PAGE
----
Eilidh Carr – Photographer & Coralbox owner, Berneray

By Julia Welstead

Eilidh Carr remembers playing ‘shop’ as a kid, so setting up shop for real in her home island of Berneray came naturally to this enterprising and talented artist. Having studied photography at Aberdeen University, Eilidh chose to move home in 2015 to pursue her art in the inspiring land, sea and sky scapes of her childhood.

Coralbox was born, and found initial success through craft fairs and table-top sales. High commission rates and limited shelf space in other local shops was frustrating, so Eilidh took a bold leap of faith and set up her own shop, initially in a caravan. The business rapidly outgrew this space, and Eilidh and her father designed and built a delightful bespoke wooden gift shop for Coralbox to expand into. 

Coralbox

Looking around the shelves packed with a range of arts and crafts to please every customer, I can see why the extra space was needed, and it’s a joy to browse. Whilst I’m there several folk call in, for a blether with Eilidh and a nose through any new delights. As she says, this is a hub as much as a shop. Pre-covid she had a coffee machine, and hopes to bring it back.

Covid-19 lockdowns could have been a disaster for such a new enterprise, but online sales through isle20 and Coralbox helped the business to thrive and flourish. Eilidh’s time is fully occupied with the shop, making her own products (printing her glorious photos onto mugs, t-towels, coasters etc) and exploring Berneray with her camera and drone. She’s also a keen paddleboarder and sea-swimmer.

Enthusiastic to share the beauty of Berneray, Eilidh and her family set up coralboxwebcam, which is watched the world over. Social media followers also get regular updates on solo adventures in her gorgeous home-converted campervan, a tour of which has given me new ideas for my own van.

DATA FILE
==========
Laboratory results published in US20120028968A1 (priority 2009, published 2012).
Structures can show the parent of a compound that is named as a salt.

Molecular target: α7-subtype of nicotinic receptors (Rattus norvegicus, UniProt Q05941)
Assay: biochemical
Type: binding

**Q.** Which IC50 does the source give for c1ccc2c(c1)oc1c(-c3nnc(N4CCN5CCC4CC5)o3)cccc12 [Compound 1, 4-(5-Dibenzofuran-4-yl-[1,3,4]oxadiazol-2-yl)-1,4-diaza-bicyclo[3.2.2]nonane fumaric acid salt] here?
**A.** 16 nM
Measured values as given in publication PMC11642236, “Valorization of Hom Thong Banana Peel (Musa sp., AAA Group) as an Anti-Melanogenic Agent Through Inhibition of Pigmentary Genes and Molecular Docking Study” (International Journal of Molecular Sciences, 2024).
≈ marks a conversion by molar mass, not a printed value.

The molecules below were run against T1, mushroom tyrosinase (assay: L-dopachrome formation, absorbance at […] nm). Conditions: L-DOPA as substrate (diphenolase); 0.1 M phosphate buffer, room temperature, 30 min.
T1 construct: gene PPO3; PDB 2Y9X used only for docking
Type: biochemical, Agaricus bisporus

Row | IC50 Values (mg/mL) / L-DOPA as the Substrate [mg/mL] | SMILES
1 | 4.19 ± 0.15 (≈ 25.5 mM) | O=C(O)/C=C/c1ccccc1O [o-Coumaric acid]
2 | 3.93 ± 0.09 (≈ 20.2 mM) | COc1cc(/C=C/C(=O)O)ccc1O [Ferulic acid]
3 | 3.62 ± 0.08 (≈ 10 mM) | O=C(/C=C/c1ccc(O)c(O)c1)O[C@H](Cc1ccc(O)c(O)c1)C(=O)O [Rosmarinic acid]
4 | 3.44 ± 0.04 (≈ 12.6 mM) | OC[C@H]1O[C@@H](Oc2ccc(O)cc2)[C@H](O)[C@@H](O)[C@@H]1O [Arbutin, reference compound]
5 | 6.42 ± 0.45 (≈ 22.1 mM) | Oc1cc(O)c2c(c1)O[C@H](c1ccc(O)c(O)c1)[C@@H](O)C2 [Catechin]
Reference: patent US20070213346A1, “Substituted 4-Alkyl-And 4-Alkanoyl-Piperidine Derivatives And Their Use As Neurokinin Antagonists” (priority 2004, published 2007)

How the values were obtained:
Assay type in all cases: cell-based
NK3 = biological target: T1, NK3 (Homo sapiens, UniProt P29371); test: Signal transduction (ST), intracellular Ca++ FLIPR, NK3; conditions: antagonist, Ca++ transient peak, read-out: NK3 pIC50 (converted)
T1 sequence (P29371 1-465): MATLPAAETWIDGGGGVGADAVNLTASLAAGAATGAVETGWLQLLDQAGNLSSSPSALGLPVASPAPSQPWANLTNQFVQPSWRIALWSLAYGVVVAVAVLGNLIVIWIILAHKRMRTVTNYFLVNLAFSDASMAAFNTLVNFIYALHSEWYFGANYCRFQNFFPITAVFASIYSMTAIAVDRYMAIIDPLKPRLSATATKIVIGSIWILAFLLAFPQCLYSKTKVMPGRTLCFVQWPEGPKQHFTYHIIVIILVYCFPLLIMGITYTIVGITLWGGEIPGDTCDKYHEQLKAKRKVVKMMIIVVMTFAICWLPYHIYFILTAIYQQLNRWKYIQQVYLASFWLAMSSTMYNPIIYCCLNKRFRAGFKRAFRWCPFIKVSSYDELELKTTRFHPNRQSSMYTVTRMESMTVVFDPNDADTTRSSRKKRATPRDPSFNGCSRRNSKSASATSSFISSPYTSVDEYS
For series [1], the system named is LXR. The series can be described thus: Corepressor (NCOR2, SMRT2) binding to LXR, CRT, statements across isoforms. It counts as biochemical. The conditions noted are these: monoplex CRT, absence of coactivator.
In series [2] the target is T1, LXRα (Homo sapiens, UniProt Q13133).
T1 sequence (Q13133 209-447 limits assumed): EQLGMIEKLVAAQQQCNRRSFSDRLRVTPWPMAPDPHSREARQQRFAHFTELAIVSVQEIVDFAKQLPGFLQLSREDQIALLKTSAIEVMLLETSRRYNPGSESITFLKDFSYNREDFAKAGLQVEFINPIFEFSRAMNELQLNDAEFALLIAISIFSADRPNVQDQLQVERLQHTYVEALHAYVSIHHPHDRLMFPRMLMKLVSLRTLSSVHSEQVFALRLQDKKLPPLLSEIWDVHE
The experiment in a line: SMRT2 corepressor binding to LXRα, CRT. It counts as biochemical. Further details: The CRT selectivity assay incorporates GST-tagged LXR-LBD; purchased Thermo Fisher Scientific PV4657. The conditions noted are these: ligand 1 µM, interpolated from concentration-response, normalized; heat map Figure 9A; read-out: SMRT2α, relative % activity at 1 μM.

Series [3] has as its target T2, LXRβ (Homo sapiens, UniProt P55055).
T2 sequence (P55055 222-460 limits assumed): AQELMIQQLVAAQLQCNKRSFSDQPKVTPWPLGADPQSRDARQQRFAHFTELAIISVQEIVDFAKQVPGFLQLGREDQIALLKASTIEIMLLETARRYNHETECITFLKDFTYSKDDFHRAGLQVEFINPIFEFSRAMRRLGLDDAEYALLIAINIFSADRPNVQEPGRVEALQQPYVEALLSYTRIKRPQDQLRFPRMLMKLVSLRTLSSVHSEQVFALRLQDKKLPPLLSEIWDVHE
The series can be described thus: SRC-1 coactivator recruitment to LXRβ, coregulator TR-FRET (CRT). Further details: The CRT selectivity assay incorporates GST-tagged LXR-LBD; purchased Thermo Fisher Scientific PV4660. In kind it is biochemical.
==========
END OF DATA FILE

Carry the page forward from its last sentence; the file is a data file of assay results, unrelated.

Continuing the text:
Eilidh gives her top reasons for choosing to come home as, “peace, a quiet life, and family” and adds that there are increasing numbers of ‘young returners’ – local kids who are choosing to return to their island homelands after a few years away at university, travelling or working. Despite the increasingly problematic housing shortage (as more houses become holiday lets and no new housing stock has been built since the mid 1990s) living with a deep sense of place, of kith and kin, of belonging, is becoming a priority for many.

“I received no funding or grants to start up my business or build, which at the time was difficult and hard work but now looking back, means I have achieved everything myself, which I am so proud of.”

Showing what’s possible with vision and hard work, this singular, intrepid and joyous young woman has achieved a dramatic turnaround from her initial situation, to create her own shop that stocks other makers’ products as well as her own.

Browse Coralbox on isle20!

This series is written by Julia Welstead in partnership with the Scottish Islands Passport. The Scottish Islands Passport App can be downloaded from Google Play or Apple’s App Store. A physical copy of the Meet the Makers Travelogue is available in the shop.

We love the Scottish Islands Passports’ Island-Centred Ethos, especially how the app also highlights ways you can contribute to the islands you love.

Read the rest of Julia’s series, and meet more amazing island makers.

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